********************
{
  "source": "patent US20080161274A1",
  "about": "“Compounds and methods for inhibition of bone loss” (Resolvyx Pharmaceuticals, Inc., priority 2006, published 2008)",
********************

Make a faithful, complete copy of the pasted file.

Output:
{
  "source": "patent US20080161274A1",
  "about": "“Compounds and methods for inhibition of bone loss” (Resolvyx Pharmaceuticals, Inc., priority 2006, published 2008)",